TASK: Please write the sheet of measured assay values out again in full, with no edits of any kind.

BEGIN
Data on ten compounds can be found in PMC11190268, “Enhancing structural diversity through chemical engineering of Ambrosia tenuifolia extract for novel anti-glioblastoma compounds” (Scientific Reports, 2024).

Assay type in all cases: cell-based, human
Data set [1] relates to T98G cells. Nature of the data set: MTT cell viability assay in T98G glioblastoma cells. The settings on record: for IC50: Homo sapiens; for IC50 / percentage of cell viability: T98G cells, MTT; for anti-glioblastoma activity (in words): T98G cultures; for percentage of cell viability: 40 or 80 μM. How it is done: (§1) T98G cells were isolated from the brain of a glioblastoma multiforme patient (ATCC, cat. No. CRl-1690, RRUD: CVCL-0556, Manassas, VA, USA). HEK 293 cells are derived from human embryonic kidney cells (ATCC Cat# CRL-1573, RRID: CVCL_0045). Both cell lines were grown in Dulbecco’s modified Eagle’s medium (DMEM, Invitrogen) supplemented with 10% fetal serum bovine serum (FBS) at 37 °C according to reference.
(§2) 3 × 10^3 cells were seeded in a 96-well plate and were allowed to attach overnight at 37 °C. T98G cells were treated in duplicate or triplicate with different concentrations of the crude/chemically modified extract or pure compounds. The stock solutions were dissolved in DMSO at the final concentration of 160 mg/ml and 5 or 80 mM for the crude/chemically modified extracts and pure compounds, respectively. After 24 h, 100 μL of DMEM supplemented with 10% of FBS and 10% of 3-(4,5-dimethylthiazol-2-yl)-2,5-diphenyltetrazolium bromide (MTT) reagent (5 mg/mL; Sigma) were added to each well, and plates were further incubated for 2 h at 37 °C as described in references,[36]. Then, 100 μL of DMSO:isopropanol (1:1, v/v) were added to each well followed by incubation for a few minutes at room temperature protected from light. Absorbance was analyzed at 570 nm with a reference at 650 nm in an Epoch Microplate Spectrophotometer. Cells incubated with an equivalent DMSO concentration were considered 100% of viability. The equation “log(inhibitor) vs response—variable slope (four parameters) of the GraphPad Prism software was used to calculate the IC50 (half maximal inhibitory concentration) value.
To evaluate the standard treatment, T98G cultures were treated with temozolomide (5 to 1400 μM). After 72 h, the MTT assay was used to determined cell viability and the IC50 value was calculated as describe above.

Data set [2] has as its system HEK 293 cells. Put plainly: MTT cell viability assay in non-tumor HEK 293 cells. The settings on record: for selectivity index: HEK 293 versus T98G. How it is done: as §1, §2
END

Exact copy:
Data on ten compounds can be found in PMC11190268, “Enhancing structural diversity through chemical engineering of Ambrosia tenuifolia extract for novel anti-glioblastoma compounds” (Scientific Reports, 2024).

Assay type in all cases: cell-based, human
Data set [1] relates to T98G cells. Nature of the data set: MTT cell viability assay in T98G glioblastoma cells. The settings on record: for IC50: Homo sapiens; for IC50 / percentage of cell viability: T98G cells, MTT; for anti-glioblastoma activity (in words): T98G cultures; for percentage of cell viability: 40 or 80 μM. How it is done: (§1) T98G cells were isolated from the brain of a glioblastoma multiforme patient (ATCC, cat. No. CRl-1690, RRUD: CVCL-0556, Manassas, VA, USA). HEK 293 cells are derived from human embryonic kidney cells (ATCC Cat# CRL-1573, RRID: CVCL_0045). Both cell lines were grown in Dulbecco’s modified Eagle’s medium (DMEM, Invitrogen) supplemented with 10% fetal serum bovine serum (FBS) at 37 °C according to reference.
(§2) 3 × 10^3 cells were seeded in a 96-well plate and were allowed to attach overnight at 37 °C. T98G cells were treated in duplicate or triplicate with different concentrations of the crude/chemically modified extract or pure compounds. The stock solutions were dissolved in DMSO at the final concentration of 160 mg/ml and 5 or 80 mM for the crude/chemically modified extracts and pure compounds, respectively. After 24 h, 100 μL of DMEM supplemented with 10% of FBS and 10% of 3-(4,5-dimethylthiazol-2-yl)-2,5-diphenyltetrazolium bromide (MTT) reagent (5 mg/mL; Sigma) were added to each well, and plates were further incubated for 2 h at 37 °C as described in references,[36]. Then, 100 μL of DMSO:isopropanol (1:1, v/v) were added to each well followed by incubation for a few minutes at room temperature protected from light. Absorbance was analyzed at 570 nm with a reference at 650 nm in an Epoch Microplate Spectrophotometer. Cells incubated with an equivalent DMSO concentration were considered 100% of viability. The equation “log(inhibitor) vs response—variable slope (four parameters) of the GraphPad Prism software was used to calculate the IC50 (half maximal inhibitory concentration) value.
To evaluate the standard treatment, T98G cultures were treated with temozolomide (5 to 1400 μM). After 72 h, the MTT assay was used to determined cell viability and the IC50 value was calculated as describe above.

Data set [2] has as its system HEK 293 cells. Put plainly: MTT cell viability assay in non-tumor HEK 293 cells. The settings on record: for selectivity index: HEK 293 versus T98G. How it is done: as §1, §2